Mt. Lincoln #006
It is 4:00 in the morning. I get up and begin my morning, excited for things to come. I make coffee and oatmeal while I check the NWS forecast for Blue River, CO. Sunny with a high of 45 degrees and blustery. I message my partner Natalie to get a final confirmation of commitment to the excursion. I get the green light and the weather looks good. My body is feeling strong, the avalanche forecast is low, our plan is solid, and my equipment is in good working condition. Our mission is to ski the north facing couloir off the summit of Mt. Lincoln, the “Glory Hole”. Mt Lincoln is a Colorado 14er that sits at the Elevation: 14,295′ and has a Prominence: 3,862′. The mountain is located 10 miles from Alma, Colorado and sits at the northern most part of the Mosquito Range. We decide to meet at the Montgomery Reservoir and take the path up the mountain via the Lincoln Amphitheater. We arrive at the Montgomery Reservoir trailhead at 6:00 am and go through our equipment checks and briefly discuss our plan. We then begin our skin.
The skin track begins from the first gate near the Montgomery Reservoir. It follows along the edge of the reservoir until you cross over the dam. Once over the damn it’s a short distance to the Lincoln Amphitheater, however, you gain a lot of vertical elevation in that short time. The morning sun crests over the mountains on the other side of the valley. It shines in the direction we are heading and illuminates our path.
The steepness begins quickly up the trail and we are forced to boot-pack up the first section.
“If it’s your job to eat a frog, it's best to do it first thing in the morning.
And if it's your job to eat two frogs, it's best to eat the biggest one first” - Mark Twain.
Boot-packing early in the journey makes the typically monotonous skin track exciting. We see a frozen waterfall and a mountain goat during the boot-pack. It’s the first mountain goat i’ve seen this season on a 14er.
We reach the top of our boot pack and during our transition back to skins, Natalie tells me, “If you have to pee then you should do it now”. I say, “what…? Why?” . Natalie says, “The goats love pee, I bet you’ll make his day”. Well in that case…trickling sound of pee on a rock. “there you go little buddy”. We say goodbye to the goat and push on through the amphitheater.
Through the amphitheater the winds begin to pick. We put more layers and eat a snack to keep us warm for the next section. We begin our next vertical push to the saddle. It’s 1.5 miles and 2000 vertical feet to the summit and the winds pick up. My skins are old and are on the verge of being trashed (or recycled if there is a program that does such a thing), every step I take forward I slide two back, it’s a tough mile. At last We reach the saddle and can see the summit of Mt. Lincoln. This section is less steep and more protected. What a relief! The sun is bright and I shed a layer. I see Natalie waving at me from the summit. She had a much more efficient time skinning than me. I think it’s time to invest in new skins. The winds are strong at the summit and the views are incredible.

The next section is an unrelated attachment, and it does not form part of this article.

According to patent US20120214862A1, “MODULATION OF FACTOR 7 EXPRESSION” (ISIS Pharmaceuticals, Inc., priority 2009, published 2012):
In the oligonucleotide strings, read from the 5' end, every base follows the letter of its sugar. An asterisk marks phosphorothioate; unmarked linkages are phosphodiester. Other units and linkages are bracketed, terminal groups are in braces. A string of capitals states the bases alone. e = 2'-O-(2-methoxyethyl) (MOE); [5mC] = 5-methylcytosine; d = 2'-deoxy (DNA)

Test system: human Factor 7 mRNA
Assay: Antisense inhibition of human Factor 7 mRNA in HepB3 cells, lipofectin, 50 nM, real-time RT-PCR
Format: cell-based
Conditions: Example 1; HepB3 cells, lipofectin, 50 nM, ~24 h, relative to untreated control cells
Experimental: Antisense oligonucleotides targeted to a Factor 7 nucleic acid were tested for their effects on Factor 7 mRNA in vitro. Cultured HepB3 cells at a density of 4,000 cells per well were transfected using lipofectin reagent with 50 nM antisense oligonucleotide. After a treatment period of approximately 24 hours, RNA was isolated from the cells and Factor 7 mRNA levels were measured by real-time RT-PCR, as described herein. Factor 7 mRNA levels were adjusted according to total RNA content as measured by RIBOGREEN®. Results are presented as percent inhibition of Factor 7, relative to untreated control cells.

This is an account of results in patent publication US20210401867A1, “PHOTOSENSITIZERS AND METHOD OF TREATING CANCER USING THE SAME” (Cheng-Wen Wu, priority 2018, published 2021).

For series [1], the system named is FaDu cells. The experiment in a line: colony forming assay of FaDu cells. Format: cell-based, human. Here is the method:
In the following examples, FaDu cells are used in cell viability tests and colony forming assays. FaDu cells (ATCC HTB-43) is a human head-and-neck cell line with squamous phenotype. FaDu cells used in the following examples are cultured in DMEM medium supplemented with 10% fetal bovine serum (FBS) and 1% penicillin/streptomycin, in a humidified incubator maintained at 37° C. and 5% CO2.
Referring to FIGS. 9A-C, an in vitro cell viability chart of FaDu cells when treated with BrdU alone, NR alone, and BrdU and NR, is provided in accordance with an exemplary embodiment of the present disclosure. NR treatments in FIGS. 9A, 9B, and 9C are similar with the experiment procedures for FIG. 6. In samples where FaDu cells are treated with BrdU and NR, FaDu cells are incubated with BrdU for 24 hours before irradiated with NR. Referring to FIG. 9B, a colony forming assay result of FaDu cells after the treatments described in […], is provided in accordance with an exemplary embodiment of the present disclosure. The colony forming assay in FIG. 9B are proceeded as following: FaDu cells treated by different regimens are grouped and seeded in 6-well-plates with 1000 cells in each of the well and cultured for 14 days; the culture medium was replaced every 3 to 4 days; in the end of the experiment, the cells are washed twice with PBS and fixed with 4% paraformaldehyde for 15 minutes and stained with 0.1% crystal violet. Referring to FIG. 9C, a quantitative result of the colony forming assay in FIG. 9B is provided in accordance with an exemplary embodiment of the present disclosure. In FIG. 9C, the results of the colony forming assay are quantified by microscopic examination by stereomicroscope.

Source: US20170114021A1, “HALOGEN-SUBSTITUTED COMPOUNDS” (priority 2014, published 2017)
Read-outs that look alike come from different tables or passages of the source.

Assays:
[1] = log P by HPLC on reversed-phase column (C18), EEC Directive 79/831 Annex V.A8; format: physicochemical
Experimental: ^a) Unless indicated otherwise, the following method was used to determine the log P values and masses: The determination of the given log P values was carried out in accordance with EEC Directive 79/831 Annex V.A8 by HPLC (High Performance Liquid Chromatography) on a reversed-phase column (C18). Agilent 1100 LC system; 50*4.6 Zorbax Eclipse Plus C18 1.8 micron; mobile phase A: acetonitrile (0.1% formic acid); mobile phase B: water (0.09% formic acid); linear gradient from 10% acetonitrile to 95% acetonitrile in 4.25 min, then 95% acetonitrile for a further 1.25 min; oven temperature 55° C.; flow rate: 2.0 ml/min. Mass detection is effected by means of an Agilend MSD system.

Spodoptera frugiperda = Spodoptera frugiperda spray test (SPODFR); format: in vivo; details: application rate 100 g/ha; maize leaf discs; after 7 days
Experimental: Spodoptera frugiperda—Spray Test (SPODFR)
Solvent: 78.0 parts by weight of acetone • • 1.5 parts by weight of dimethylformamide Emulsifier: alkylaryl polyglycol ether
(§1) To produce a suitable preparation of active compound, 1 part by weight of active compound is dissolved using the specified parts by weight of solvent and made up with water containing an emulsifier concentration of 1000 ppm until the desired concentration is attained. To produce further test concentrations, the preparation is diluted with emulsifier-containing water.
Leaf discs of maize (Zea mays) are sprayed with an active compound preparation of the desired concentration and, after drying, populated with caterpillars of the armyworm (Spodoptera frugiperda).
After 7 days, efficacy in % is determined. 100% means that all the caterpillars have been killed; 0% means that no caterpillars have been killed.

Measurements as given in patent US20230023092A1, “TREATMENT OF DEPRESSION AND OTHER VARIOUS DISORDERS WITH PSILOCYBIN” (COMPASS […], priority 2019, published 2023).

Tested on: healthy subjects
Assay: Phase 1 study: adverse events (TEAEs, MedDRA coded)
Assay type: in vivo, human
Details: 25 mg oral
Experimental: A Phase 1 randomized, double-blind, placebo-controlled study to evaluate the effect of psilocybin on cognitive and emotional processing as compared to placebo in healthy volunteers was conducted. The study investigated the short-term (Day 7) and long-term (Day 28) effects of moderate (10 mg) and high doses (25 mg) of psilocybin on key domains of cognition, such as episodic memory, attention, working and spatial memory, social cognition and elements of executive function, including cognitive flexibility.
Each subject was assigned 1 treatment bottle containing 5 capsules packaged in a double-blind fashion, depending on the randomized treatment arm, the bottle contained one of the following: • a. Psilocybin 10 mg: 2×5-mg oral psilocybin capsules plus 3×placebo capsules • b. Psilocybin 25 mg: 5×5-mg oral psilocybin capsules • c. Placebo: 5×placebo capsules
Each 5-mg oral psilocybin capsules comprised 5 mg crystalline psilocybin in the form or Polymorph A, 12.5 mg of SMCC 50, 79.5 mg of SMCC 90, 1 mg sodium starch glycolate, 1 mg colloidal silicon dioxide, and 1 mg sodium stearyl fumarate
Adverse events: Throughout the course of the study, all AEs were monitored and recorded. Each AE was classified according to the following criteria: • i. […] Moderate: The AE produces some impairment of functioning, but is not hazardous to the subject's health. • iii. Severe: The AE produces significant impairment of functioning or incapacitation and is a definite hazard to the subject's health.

We have to traverse a short distance along the Mt. Lincoln ridge line to get to the entrance of the couloir. The amount of rock exposure at the summit common trait amongst most of the 14er summits in Colorado. However much the winds affect the snow, they also transport more snow into protected areas like couloirs, which provide the soft turns we venture toward.
When this adventure occurred in early May we were both impressed but the amount of snow across the Colorado high country. In every direction and as far as the eye could see every summit was covered, it felt like the middle of Winter. The Colorado SNOTEL update in May was quite impressive as shown below, confirming our thoughts.
“The goats love pee, I bet you’ll make his day”
Across the traverse we scramble. A summer trail sign guides us to the entrance. We cross a small section of exposed rock on our skins, then finally find the good snow and a nice views down the couloir. The wind is still blustery and changing over to ski mode is difficult.
We survey our options and decide to ski down the left side of the couloir. We find some wind affected snow that makes it difficult to ski down the first section, but once we get into the couloir it is great and boot high deep. The lower section of the couloir was fucked. With full on spring melt/ wind affected snow the skiing was difficult so Natalie decides to ski on the wind loaded slope to try and find some good snow. Suddenly, a wind slab broke off, fortunately she was on the crown of the avalanche and the snow slide out in front of her. Lesson learned. Stay in the couloir.
I ski down to her and she is fine. I am much more excited because immediately when I saw the slide I shifted into a different gear, rescue mode. Thankfully it wasn’t necessary. After I see Natalie is alright, I skied all the way down into the apron and sat there in the snow to catch my breath and take photographs.
I take a drink of water and enjoy the moment. Mt. Democrat north face lines sit tantalizingly in the distance. The sky is clear, the mountains are covered in snow, and there is no one else in sight. We ski down the apron and through the valley to the cars. It’s a long way back, but we are able to ski all the way, passing abandoned mines and yurts. We get back to the cars around noon and revel.